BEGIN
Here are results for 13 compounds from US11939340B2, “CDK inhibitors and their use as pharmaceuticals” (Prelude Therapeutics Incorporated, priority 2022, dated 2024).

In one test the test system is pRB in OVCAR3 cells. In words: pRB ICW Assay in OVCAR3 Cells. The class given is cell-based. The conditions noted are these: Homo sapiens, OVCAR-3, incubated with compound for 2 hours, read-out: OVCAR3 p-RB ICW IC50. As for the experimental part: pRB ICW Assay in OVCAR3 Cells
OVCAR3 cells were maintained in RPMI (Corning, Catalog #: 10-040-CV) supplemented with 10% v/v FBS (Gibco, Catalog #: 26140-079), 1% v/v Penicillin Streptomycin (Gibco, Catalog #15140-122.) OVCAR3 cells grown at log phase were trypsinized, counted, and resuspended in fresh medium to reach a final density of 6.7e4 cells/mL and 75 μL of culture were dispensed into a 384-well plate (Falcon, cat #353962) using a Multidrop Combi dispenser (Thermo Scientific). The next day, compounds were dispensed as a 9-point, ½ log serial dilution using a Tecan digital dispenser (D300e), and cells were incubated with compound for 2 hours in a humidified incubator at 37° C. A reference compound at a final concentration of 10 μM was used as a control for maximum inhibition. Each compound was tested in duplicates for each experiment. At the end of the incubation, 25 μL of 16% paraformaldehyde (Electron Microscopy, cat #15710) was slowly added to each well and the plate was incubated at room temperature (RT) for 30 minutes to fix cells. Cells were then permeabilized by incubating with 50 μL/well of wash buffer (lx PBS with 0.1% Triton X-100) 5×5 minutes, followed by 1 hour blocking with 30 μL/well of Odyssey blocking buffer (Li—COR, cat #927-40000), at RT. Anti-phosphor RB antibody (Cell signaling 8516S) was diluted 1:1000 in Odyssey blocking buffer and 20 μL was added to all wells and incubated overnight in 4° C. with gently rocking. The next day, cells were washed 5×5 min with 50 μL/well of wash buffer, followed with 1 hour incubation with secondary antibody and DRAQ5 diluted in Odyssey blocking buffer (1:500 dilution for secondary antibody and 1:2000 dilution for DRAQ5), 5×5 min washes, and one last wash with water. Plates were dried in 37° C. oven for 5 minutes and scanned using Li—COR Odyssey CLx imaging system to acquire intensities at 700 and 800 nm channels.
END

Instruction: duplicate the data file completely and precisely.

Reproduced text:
Here are results for 13 compounds from US11939340B2, “CDK inhibitors and their use as pharmaceuticals” (Prelude Therapeutics Incorporated, priority 2022, dated 2024).

In one test the test system is pRB in OVCAR3 cells. In words: pRB ICW Assay in OVCAR3 Cells. The class given is cell-based. The conditions noted are these: Homo sapiens, OVCAR-3, incubated with compound for 2 hours, read-out: OVCAR3 p-RB ICW IC50. As for the experimental part: pRB ICW Assay in OVCAR3 Cells
OVCAR3 cells were maintained in RPMI (Corning, Catalog #: 10-040-CV) supplemented with 10% v/v FBS (Gibco, Catalog #: 26140-079), 1% v/v Penicillin Streptomycin (Gibco, Catalog #15140-122.) OVCAR3 cells grown at log phase were trypsinized, counted, and resuspended in fresh medium to reach a final density of 6.7e4 cells/mL and 75 μL of culture were dispensed into a 384-well plate (Falcon, cat #353962) using a Multidrop Combi dispenser (Thermo Scientific). The next day, compounds were dispensed as a 9-point, ½ log serial dilution using a Tecan digital dispenser (D300e), and cells were incubated with compound for 2 hours in a humidified incubator at 37° C. A reference compound at a final concentration of 10 μM was used as a control for maximum inhibition. Each compound was tested in duplicates for each experiment. At the end of the incubation, 25 μL of 16% paraformaldehyde (Electron Microscopy, cat #15710) was slowly added to each well and the plate was incubated at room temperature (RT) for 30 minutes to fix cells. Cells were then permeabilized by incubating with 50 μL/well of wash buffer (lx PBS with 0.1% Triton X-100) 5×5 minutes, followed by 1 hour blocking with 30 μL/well of Odyssey blocking buffer (Li—COR, cat #927-40000), at RT. Anti-phosphor RB antibody (Cell signaling 8516S) was diluted 1:1000 in Odyssey blocking buffer and 20 μL was added to all wells and incubated overnight in 4° C. with gently rocking. The next day, cells were washed 5×5 min with 50 μL/well of wash buffer, followed with 1 hour incubation with secondary antibody and DRAQ5 diluted in Odyssey blocking buffer (1:500 dilution for secondary antibody and 1:2000 dilution for DRAQ5), 5×5 min washes, and one last wash with water. Plates were dried in 37° C. oven for 5 minutes and scanned using Li—COR Odyssey CLx imaging system to acquire intensities at 700 and 800 nm channels.